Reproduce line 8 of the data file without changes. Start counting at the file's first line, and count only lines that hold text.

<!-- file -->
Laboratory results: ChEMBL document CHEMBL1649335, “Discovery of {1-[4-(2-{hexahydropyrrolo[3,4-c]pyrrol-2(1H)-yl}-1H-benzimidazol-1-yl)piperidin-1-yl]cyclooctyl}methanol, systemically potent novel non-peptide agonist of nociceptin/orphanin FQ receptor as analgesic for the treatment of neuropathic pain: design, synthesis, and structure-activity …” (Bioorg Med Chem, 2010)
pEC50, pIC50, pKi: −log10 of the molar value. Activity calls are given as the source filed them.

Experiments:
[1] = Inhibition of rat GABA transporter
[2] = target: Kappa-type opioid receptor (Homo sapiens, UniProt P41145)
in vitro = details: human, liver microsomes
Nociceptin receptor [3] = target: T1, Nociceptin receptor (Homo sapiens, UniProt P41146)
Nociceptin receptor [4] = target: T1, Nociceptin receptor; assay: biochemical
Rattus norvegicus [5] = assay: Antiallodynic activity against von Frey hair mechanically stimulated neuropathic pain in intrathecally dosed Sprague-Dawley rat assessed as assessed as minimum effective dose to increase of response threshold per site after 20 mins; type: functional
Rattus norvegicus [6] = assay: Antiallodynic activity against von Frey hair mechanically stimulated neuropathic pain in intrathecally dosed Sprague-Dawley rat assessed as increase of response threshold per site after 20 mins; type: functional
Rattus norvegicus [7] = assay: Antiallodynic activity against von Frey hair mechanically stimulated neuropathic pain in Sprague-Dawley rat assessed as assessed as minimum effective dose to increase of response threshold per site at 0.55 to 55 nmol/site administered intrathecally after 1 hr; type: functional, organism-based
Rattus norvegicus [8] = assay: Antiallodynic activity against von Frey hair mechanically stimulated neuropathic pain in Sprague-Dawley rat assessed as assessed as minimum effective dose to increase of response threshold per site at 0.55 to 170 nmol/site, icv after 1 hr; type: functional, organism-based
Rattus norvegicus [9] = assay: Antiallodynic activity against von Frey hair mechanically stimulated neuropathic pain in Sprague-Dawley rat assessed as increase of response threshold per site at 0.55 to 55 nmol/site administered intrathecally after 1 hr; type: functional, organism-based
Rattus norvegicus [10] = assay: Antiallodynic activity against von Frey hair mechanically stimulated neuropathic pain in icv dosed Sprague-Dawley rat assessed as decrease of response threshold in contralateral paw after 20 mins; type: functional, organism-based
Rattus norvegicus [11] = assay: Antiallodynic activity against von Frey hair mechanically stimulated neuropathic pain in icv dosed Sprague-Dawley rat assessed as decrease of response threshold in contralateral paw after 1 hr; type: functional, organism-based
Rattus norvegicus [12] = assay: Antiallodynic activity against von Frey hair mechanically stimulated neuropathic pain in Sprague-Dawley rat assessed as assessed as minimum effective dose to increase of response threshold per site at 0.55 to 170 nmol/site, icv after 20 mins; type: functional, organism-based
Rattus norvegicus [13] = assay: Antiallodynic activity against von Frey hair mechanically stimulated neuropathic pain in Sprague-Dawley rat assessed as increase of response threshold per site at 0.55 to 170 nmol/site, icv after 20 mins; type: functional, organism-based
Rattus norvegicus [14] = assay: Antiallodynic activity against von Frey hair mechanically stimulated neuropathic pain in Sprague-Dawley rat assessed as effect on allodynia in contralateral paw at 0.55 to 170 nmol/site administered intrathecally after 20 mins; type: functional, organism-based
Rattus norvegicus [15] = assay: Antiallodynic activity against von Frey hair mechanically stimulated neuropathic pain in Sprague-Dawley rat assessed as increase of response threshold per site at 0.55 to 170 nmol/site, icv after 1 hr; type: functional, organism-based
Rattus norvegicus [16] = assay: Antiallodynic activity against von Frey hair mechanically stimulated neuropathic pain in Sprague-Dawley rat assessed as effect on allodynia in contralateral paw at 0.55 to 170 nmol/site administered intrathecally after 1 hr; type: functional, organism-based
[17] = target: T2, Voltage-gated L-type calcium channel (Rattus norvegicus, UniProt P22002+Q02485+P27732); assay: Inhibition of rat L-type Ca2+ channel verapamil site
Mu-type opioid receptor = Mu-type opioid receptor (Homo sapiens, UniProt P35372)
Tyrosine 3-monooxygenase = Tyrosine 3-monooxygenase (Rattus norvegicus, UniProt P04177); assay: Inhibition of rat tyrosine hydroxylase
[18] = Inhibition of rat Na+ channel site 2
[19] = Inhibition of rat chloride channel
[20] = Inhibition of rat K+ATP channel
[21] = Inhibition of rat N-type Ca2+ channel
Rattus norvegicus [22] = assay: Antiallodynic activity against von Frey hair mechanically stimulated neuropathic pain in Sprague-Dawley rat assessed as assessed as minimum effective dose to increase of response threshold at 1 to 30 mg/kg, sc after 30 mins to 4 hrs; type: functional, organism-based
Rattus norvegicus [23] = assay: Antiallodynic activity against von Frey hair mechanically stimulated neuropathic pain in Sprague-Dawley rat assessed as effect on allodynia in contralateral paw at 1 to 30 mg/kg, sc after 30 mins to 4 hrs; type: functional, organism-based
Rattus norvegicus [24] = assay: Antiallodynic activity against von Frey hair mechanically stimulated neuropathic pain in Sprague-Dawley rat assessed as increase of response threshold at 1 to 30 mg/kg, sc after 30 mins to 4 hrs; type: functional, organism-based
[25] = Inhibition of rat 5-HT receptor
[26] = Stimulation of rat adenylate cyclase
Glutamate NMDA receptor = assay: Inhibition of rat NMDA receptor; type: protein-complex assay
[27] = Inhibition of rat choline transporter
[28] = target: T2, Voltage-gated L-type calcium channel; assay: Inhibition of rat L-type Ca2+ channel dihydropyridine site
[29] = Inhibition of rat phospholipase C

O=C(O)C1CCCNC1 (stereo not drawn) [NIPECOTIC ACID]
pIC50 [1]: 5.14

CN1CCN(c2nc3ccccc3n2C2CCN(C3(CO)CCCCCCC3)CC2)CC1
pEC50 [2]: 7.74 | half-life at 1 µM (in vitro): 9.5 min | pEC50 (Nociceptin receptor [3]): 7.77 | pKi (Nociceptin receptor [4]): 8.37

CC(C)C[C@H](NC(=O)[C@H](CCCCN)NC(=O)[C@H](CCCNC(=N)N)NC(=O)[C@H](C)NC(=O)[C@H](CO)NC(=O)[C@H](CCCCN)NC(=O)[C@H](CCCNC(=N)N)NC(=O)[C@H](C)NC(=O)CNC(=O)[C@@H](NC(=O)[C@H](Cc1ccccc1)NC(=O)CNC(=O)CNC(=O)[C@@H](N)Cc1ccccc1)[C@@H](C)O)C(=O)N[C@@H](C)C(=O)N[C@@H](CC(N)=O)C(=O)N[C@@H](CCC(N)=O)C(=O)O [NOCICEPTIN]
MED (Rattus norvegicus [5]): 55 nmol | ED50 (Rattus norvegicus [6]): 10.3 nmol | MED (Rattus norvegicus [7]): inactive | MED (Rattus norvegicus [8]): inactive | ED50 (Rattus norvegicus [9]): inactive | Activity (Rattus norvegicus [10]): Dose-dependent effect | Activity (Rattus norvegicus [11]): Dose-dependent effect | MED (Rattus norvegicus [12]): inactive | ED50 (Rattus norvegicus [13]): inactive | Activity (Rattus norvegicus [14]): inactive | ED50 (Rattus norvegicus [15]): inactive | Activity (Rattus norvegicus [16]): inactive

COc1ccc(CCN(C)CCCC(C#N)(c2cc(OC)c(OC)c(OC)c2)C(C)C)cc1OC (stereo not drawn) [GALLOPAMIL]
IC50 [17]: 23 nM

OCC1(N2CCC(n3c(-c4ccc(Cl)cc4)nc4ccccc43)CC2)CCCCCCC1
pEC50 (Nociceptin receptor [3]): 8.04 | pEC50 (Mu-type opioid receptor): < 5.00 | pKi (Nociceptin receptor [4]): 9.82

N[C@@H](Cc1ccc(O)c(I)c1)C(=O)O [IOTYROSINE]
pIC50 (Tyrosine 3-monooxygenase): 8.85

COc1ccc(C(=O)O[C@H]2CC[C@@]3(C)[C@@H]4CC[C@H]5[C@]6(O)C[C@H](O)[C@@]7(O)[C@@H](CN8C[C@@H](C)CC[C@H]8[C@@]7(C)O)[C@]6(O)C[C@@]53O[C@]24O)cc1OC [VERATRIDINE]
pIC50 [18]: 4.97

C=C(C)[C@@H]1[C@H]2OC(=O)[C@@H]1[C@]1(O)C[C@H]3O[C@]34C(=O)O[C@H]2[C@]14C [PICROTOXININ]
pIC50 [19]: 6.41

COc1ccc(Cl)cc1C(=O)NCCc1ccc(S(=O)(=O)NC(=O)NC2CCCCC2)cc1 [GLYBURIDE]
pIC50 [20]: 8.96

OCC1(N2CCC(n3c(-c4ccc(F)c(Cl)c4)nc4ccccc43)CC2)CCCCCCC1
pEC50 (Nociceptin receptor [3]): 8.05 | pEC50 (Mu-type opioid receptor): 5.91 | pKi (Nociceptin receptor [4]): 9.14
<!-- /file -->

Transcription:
Nociceptin receptor [4] = target: T1, Nociceptin receptor; assay: biochemical